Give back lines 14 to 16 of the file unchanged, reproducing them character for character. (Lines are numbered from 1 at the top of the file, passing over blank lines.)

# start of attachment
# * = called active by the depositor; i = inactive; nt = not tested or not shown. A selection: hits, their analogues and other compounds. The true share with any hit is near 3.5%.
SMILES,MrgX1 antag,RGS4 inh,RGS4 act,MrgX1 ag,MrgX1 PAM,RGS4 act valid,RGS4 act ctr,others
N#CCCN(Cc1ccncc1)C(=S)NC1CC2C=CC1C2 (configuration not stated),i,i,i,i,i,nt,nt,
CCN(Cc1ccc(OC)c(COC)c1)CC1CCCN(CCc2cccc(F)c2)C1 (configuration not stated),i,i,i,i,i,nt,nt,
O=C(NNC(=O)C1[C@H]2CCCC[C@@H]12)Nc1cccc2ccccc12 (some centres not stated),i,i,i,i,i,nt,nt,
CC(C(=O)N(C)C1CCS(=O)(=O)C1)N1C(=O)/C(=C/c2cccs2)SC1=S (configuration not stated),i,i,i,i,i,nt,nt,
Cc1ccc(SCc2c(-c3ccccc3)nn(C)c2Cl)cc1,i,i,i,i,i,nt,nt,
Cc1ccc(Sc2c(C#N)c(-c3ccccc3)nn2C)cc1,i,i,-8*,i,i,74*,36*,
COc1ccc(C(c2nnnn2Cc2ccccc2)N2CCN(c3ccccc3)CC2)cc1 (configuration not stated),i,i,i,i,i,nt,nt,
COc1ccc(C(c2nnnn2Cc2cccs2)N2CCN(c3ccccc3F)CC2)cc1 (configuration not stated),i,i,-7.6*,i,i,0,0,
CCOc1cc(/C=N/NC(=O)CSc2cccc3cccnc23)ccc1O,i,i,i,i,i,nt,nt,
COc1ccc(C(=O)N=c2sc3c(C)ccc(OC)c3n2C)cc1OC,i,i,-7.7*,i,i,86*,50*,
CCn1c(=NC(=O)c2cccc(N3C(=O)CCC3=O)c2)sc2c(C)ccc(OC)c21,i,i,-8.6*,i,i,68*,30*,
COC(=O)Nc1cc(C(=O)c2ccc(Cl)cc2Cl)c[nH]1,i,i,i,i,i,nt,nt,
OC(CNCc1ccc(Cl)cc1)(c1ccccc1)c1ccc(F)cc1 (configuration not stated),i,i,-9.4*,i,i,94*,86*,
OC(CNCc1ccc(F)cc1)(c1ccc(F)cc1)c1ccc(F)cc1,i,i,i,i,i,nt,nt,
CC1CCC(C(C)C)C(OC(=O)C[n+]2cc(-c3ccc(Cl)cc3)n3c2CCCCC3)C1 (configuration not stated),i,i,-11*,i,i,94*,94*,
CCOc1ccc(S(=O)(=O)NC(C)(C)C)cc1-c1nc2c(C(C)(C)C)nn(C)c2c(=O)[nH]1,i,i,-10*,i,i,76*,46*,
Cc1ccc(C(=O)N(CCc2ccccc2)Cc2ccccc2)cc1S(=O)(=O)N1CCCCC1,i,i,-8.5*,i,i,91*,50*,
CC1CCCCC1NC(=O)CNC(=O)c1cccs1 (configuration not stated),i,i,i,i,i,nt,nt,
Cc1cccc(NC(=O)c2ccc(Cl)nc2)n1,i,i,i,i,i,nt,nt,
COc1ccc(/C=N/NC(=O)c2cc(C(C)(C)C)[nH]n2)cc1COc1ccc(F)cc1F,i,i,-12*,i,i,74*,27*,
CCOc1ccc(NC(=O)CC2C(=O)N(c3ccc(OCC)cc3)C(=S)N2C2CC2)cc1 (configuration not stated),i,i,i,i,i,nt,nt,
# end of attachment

COC(=O)Nc1cc(C(=O)c2ccc(Cl)cc2Cl)c[nH]1,i,i,i,i,i,nt,nt,
OC(CNCc1ccc(Cl)cc1)(c1ccccc1)c1ccc(F)cc1 (configuration not stated),i,i,-9.4*,i,i,94*,86*,
OC(CNCc1ccc(F)cc1)(c1ccc(F)cc1)c1ccc(F)cc1,i,i,i,i,i,nt,nt,